More from Williams:
"I think sometimes other people panic more than we do. We just can’t get too highs on the highs and too low on the lows. We started off 6-0, obviously we are going to hit some rough spots. The one thing about this team is we stay together."
Josh Smith, undercutting Williams completely:
"What we have been doing these last three games is something special."
Be sure to include the schedule-makers when passing at the rings to commemorate this 3-0 stretch against the Wizards, Knicks, and Raptors.

Lest anyone think Larry Drew is unique among NBA coaches in overreacting to hypothetical foul trouble, I present Jay Triano explaining why Joey Dorsey, rather than Amir Johnson, started for the Raptors:
"We knew that Amir was going to play the majority of minutes (and if) Amir picks up two fouls right away (as a starter), which he’s prone to do, then he has to sit out for the whole half and I can’t even get into rotations."
That reasoning contains what the kids might call "lots of fail."

The Human Highlight Blog on Mike Bibby:
I'm going to give the Bibster love because, as much as I like to give Horford nods for his industrious work, I love that when the Hawks want to free up Al, Joe, or Josh to go to the hoop, it's Mike that sets the hard screens to get them there.

Sunday, November 28, 2010

Atlanta Hawks 96 Toronto Raptors 78


Poss Off Eff eFG% FT Rate OR% TO%
TOR 90
0.867 40.7

Wherein Josh Smith delights lovers of base-10...

Though the lack of defensive resistance Toronto offers provided little in the way of useful perspective with which to evaluate the general level of quality the Hawks achieved Sunday afternoon, it did grant us a game-long look at how Larry Drew's offense is designed to work: constant movement of both players and the ball until someone, anyone gets an open look.

The five starters plus Jamal Crawford each attempted between 8 and 13 field goals. Each of the six players earned at least one assist. The team scored frequently and early enough to allow Drew to limit the minutes of most of the core players. The Hawks can't make the Raptors provide a stern defensive test. They can only go out and execute or not. This afternoon, they executed.

Toronto, assembled in such a way as to preclude the possibility of playing quality defense, should be far more concerned with their complete offensive capitulation in the third quarter. They scored 50 points on their first 46 possessions, a rate sufficient to compete in this game as well as almost exactly what one would expect given the season-to-date performances of both their offense and Atlanta's defense. Over the final 10:27 of the third quarter, they managed to make just one field goal, five free throws, and committed six turnovers. Offensive execution is not so easy as it seems.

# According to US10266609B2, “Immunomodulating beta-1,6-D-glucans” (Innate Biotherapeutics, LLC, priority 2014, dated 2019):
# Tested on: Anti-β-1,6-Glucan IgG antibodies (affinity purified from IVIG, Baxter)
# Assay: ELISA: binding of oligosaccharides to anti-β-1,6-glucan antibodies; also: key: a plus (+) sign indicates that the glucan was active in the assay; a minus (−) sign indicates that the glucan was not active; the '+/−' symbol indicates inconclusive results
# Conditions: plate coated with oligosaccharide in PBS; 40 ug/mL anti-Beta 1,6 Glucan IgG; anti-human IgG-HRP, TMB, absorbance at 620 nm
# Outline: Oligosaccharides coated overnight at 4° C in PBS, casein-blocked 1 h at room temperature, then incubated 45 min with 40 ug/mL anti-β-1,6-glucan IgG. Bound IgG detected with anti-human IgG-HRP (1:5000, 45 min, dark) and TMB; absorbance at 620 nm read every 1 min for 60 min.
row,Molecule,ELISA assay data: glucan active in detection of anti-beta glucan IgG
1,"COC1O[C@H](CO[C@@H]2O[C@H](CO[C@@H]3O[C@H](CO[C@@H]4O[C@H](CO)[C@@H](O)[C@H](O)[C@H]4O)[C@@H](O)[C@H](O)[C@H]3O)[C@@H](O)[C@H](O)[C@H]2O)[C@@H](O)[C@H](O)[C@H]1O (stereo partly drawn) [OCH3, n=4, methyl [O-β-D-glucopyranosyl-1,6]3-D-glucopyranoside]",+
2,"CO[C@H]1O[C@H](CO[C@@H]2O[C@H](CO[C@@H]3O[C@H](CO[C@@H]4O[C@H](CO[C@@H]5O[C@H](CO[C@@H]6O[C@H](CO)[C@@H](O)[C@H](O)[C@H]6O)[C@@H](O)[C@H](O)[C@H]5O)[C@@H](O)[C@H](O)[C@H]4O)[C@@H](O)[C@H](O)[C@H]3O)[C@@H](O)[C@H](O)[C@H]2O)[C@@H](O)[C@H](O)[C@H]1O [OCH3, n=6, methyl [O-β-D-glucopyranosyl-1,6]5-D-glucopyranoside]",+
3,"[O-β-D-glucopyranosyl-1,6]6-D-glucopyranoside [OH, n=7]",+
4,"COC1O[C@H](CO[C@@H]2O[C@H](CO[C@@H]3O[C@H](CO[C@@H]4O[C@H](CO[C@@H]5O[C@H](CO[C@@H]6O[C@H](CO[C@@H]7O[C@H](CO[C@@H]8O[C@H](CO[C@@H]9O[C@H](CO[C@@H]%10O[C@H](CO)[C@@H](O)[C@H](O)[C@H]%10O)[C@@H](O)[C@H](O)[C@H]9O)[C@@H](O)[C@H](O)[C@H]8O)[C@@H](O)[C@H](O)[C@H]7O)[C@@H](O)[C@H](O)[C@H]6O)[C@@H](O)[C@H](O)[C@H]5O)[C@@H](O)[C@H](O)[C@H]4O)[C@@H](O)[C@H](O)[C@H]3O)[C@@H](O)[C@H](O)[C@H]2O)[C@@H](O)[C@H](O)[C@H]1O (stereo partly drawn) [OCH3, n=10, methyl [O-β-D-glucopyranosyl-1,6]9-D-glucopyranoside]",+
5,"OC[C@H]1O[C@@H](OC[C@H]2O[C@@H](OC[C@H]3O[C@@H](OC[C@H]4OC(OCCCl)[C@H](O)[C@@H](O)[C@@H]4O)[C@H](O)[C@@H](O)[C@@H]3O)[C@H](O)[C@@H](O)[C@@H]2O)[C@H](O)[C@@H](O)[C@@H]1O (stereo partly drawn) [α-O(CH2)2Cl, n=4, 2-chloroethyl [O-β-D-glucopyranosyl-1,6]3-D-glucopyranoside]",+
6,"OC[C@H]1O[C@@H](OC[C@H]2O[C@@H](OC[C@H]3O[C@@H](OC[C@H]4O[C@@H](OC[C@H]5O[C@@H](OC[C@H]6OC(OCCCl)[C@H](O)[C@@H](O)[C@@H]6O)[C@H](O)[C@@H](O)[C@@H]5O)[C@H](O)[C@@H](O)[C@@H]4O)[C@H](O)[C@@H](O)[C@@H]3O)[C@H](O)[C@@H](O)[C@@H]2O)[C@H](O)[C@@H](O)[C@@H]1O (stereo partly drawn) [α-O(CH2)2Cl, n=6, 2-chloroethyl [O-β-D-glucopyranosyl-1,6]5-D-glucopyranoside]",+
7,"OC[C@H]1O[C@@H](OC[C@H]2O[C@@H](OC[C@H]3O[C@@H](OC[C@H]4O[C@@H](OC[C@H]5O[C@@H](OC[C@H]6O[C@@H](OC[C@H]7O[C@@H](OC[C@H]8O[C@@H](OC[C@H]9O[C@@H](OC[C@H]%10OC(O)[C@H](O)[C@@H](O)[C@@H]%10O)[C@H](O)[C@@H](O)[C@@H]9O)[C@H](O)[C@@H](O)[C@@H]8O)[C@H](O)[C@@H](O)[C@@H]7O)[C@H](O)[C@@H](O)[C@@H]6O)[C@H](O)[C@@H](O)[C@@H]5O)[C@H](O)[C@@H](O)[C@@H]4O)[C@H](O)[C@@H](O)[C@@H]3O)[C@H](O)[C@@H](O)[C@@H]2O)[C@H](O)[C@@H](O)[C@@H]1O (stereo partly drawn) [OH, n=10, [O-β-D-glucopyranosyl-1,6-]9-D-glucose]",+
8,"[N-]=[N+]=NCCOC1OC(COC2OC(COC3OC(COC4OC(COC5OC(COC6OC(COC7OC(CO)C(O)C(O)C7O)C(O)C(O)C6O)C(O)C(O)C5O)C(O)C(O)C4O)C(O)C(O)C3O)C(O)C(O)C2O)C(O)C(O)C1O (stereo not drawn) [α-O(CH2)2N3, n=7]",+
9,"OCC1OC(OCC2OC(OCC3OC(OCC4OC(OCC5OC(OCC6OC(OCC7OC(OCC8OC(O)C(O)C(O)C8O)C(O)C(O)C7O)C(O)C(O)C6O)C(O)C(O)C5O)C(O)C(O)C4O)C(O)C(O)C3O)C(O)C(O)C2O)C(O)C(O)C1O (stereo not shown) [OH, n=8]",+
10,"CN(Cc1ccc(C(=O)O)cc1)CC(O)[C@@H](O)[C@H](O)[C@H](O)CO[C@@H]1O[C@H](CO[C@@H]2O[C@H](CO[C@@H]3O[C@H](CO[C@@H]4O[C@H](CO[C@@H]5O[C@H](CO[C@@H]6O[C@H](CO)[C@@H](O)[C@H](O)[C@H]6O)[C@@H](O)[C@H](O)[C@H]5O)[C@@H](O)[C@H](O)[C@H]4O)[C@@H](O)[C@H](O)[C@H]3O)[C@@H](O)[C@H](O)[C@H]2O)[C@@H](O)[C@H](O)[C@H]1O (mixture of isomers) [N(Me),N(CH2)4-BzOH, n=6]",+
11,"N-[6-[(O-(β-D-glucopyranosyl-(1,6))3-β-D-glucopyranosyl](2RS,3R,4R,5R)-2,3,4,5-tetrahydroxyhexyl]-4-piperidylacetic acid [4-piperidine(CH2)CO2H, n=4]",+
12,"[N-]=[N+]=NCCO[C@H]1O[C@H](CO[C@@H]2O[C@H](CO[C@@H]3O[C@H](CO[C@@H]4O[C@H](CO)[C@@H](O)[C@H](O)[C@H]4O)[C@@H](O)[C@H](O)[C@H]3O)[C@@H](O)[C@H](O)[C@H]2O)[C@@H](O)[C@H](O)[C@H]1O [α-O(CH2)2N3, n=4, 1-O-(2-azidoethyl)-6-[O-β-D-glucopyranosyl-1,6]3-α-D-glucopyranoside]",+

One thing that neither seems nor is easy is breaking into the Atlanta rotation as a young point guard. Jeff Teague again got pulled immediately after making a mistake. With 8:56 left in the second quarter, he made a lazy pass while initiating the offense. Leandro Barbosa stole the pass and took it in for a layup. It was a unforced error in every respect. It was also exactly like unforced turnovers Mike Bibby and Jamal Crawford have committed in recent games. Unlike Teague, they are allowed to play through* their mistakes. Also unlike Teague, neither Bibby nor Crawford figure to have any long-term impact on the fortunes of this franchise. Given the dire salary cap restrictions the Hawks will face until almost the middle of this decade, a rookie-scale contract should be like gold to this franchise but they appear completely willing neither to use Teague nor get anything useful for him. If he is so limited that the team** cannot overcome him committing a turnover or giving up a open shot, then sit him next Etan Thomas and give his spot in line to Jordan Crawford.

Just as soon as Rick Sund explains why he took Teague ahead of DeJuan Blair and Darren Collison. It should be even more captivating as his explanation that the Hawks "play really well" when everything's working and they'd be a better team if they could play good defense.

*Even Josh Powell, terrible now and disposable going forward, committed a turnover inbounding the basketball when the game was still within in six late in the second quarter. He finished the half and made his regular appearance in the third quarter.

**A team, I remind you, whose backcourt defense consists of some combination of Mike Bibby, Jamal Crawford, and Joe Johnson.

November 28th Game Preview: Atlanta Hawks (10-7) @ Toronto Raptors (6-10)

TIP-OFF: 1pm (EST)

: SportSouth

RADIO: The Hawks have moved to 97.9 on the FM dial this season.

GAME NOTES: Hawks/Raptors


TORONTO INJURY REPORT: Ed Davis and Reggie Evans are out.


Poss Off Eff eFG% FT Rate OR% TO%
ATL (off)